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LITERARY AND HISTORICAL NOTICE. IN tbis mech sss tragedy Shakspeare has elosely adhered to historical fact, excepting that Banquo, out of com
pliment to bis descendant James I. is excluded from all participation in the murder of Dancan. In the reign of Charles II. the songs of the witches were set to music by the celebrated Matthew Lock, and the play re karded as a semi-opera. The ghosts and witches, though admirably pourtrayed, have been censured as an insult to common sense ; and cautions bare been held out to the young and uninformed against imbibing the absurd principles of fatalism which are seemingly countenanced in many parts of this piece. But in the time of Shakspeare, the doctrine of witchcraft was at once established by law and by fashion, and it became not only unpolite, but criminal, to doubt it.---King James himself in his dialogues of Damonologie, re-printed in Lon. don soon after his succession, has speculated deeply on the illusions of spirits, the compact of witches, &c.; and our dramatist only turned to his advantage a system universally admitted. In representation, some un interesting scenes are omitted ; many of the witches' dialogues adapted to beautiful music, and a song or two, probably written by Sir W. Davenant, added to the parts, Betterton, amidst many bad alterations, hit upon the plan of making the witches deliver all the prophecies, by which a deal of the trap-work is avoided, and Garrick substituted some excellent passages to be uttered by Macbeth, whilst expiring, in lieu of the disgust. ing exposure of his head by Macduff. The neatest criticisin upon the play, and the most concise record of its historical facts, are contained in the following extract from a standard publication : “ Macbeth flourished in Scotland about the middle of the tenth century. At this period Duncan was king, a mild and humane prince, but not at all possessed of the genius requisite for governing a country so turbulent, and so infested by the intrigues and ani nosities of the great Macbeth, a powerful nobleman, and nearly allied to the crown. Not contented with curbing the king's authority, carried still further his mad ambition, he murdered Duncan at la. verness, avd theu seized upon the throne. Fearing lest his ill-gotten power should be stripped from him. he cbased Malcolm Kenmore, the son and heir, into England, and put to death Mac Gill and Banquo, the two most powerful men in his dominions. Macduff, next becoming the object of his suspicion, he escaped into England; but the inhuman usurper wreaked his vengeance on his wife and children, whom he caused to be cruelly butchered. Siward, whose daughter was married to Duncan, embraced, by Edward's orders, the protection of his distressed family. He marched an army into Scotland, and having defeated and killed Macbeth io batile, he restored Malcolm to the throne of his ancestors. The tragedy founded upon the history of Macberb, though contrary to the rules of the drama, contains an infinity of beauties with respect to langaage, character, passion, and incident ; and is thought to be ove of the very best pieces of the very best masters in this kind of writing that the world ever produced. The danger of ambition is well described, and the possions are directed to their true ends, so that it is not only admirable as a poem, but one of the most moral pieces existing."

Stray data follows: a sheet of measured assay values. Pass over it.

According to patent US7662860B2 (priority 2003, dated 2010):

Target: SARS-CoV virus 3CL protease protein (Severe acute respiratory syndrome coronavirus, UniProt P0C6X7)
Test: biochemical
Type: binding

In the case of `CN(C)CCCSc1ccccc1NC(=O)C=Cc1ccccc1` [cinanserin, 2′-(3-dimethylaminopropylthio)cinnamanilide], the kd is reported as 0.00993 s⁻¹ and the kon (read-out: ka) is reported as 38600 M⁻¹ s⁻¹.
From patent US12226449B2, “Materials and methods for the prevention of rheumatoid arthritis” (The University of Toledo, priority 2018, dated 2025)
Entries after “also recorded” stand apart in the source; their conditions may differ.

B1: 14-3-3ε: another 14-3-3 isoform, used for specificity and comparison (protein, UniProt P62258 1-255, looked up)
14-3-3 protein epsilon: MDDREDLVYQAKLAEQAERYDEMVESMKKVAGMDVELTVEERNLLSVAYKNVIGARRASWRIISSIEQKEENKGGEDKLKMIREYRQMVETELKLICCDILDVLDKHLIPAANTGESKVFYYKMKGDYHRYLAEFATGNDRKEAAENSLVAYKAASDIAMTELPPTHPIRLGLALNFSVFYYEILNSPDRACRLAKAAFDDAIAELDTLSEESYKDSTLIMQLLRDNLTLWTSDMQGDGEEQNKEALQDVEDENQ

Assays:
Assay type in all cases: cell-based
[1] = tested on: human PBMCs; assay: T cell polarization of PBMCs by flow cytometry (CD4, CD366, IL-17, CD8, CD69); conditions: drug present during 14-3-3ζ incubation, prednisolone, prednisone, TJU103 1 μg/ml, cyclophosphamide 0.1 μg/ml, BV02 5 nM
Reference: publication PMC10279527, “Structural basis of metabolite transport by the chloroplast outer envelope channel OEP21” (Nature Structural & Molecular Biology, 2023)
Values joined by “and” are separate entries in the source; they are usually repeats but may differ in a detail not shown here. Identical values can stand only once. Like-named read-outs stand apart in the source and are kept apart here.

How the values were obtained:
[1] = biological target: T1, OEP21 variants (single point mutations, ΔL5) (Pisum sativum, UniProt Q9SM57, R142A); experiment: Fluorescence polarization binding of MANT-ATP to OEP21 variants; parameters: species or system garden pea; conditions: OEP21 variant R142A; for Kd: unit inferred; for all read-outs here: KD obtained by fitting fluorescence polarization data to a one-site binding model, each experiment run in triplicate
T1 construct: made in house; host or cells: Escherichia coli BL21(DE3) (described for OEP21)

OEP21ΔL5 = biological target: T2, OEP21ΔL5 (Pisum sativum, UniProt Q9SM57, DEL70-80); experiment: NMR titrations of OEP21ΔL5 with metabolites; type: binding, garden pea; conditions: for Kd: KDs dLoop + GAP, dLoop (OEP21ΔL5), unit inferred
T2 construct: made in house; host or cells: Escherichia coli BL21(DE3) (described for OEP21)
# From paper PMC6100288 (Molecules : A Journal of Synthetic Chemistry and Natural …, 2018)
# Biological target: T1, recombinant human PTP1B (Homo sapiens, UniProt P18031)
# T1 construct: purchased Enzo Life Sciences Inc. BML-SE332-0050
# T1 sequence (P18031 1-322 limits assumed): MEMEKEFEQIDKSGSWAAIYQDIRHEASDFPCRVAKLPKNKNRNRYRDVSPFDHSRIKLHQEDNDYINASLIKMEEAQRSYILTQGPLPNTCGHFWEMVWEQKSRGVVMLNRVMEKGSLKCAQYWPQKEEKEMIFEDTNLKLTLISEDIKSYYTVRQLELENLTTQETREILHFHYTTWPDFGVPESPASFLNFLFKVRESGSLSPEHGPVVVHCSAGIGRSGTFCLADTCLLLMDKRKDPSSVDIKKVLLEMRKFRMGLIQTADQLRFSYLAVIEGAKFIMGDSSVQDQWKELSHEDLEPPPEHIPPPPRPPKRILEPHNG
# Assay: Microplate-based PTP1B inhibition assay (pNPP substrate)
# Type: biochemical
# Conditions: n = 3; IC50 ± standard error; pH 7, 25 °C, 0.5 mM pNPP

DRAMATIS PERSONA. DUNCAN, King of Scotland,
SEYTON, an Officer attending on Macbeth.
Son to Macduff. DONALBAINS
An English Doctor:- A Scotch Doctor.
A Soldier.-A Porter.-An old Man.
LADY MACDUFF. ROSSE, > Noblemen of Scotland.
Gentlewoman attending on Lady Macbeth. MENTETH,
HECATE, and three Witches.
Lords, Gentlemen, Oficers, Soldiers, Mur. FLEAXCE, Son to Banquo.
derers, Attendants, and Messengers. SIWARD, Earl of Northumberland, General of the English Forces.
The Ghost of Banquo, and several other YOUNG ŠIWARD, his Son.
Apparitions. SCENE, in the end of the fourth act, lies in England ; through the rest of the play, in Scotland ;
and, chiefly, at Macbeth's Castle,
SCENE 1.-An open Place. Thunder and Lightning. Enter three WITCHES.
1 Witch. When shall we three meet again In thunder, lightning, or in rain ?
2 Witch. When the hurlyburly's done, When the battle's lost and won :